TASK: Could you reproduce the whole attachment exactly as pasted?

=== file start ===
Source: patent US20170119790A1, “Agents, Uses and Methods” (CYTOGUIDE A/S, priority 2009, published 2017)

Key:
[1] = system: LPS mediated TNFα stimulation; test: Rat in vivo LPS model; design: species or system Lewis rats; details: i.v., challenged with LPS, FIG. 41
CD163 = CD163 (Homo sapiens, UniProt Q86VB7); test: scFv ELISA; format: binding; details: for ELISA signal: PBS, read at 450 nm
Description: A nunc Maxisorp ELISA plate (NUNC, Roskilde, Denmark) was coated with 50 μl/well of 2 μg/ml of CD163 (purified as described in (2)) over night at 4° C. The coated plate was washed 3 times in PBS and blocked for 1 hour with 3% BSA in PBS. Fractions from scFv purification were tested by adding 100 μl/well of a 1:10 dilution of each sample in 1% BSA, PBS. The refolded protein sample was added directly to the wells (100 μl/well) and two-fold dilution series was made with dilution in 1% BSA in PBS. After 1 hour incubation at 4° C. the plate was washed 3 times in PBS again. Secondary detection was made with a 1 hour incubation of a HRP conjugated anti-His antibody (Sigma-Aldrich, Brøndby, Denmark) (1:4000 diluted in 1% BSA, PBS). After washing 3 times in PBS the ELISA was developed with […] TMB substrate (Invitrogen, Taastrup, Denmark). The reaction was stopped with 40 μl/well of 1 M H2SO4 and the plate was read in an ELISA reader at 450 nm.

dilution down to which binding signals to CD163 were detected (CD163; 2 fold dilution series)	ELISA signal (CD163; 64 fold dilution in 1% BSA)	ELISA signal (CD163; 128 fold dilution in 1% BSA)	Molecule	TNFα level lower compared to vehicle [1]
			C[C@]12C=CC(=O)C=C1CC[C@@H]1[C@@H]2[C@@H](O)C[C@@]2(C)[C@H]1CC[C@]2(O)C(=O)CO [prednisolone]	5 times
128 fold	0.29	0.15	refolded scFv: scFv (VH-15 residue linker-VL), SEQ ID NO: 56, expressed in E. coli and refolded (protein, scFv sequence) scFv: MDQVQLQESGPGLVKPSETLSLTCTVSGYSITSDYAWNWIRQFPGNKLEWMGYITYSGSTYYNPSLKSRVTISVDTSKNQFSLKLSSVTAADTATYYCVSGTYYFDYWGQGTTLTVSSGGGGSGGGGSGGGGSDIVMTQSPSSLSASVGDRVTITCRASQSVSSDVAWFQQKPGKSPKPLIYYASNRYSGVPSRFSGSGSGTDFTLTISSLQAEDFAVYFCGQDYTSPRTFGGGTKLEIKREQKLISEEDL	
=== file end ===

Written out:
Source: patent US20170119790A1, “Agents, Uses and Methods” (CYTOGUIDE A/S, priority 2009, published 2017)

Key:
[1] = system: LPS mediated TNFα stimulation; test: Rat in vivo LPS model; design: species or system Lewis rats; details: i.v., challenged with LPS, FIG. 41
CD163 = CD163 (Homo sapiens, UniProt Q86VB7); test: scFv ELISA; format: binding; details: for ELISA signal: PBS, read at 450 nm
Description: A nunc Maxisorp ELISA plate (NUNC, Roskilde, Denmark) was coated with 50 μl/well of 2 μg/ml of CD163 (purified as described in (2)) over night at 4° C. The coated plate was washed 3 times in PBS and blocked for 1 hour with 3% BSA in PBS. Fractions from scFv purification were tested by adding 100 μl/well of a 1:10 dilution of each sample in 1% BSA, PBS. The refolded protein sample was added directly to the wells (100 μl/well) and two-fold dilution series was made with dilution in 1% BSA in PBS. After 1 hour incubation at 4° C. the plate was washed 3 times in PBS again. Secondary detection was made with a 1 hour incubation of a HRP conjugated anti-His antibody (Sigma-Aldrich, Brøndby, Denmark) (1:4000 diluted in 1% BSA, PBS). After washing 3 times in PBS the ELISA was developed with […] TMB substrate (Invitrogen, Taastrup, Denmark). The reaction was stopped with 40 μl/well of 1 M H2SO4 and the plate was read in an ELISA reader at 450 nm.

dilution down to which binding signals to CD163 were detected (CD163; 2 fold dilution series)	ELISA signal (CD163; 64 fold dilution in 1% BSA)	ELISA signal (CD163; 128 fold dilution in 1% BSA)	Molecule	TNFα level lower compared to vehicle [1]
			C[C@]12C=CC(=O)C=C1CC[C@@H]1[C@@H]2[C@@H](O)C[C@@]2(C)[C@H]1CC[C@]2(O)C(=O)CO [prednisolone]	5 times
128 fold	0.29	0.15	refolded scFv: scFv (VH-15 residue linker-VL), SEQ ID NO: 56, expressed in E. coli and refolded (protein, scFv sequence) scFv: MDQVQLQESGPGLVKPSETLSLTCTVSGYSITSDYAWNWIRQFPGNKLEWMGYITYSGSTYYNPSLKSRVTISVDTSKNQFSLKLSSVTAADTATYYCVSGTYYFDYWGQGTTLTVSSGGGGSGGGGSGGGGSDIVMTQSPSSLSASVGDRVTITCRASQSVSSDVAWFQQKPGKSPKPLIYYASNRYSGVPSRFSGSGSGTDFTLTISSLQAEDFAVYFCGQDYTSPRTFGGGTKLEIKREQKLISEEDL	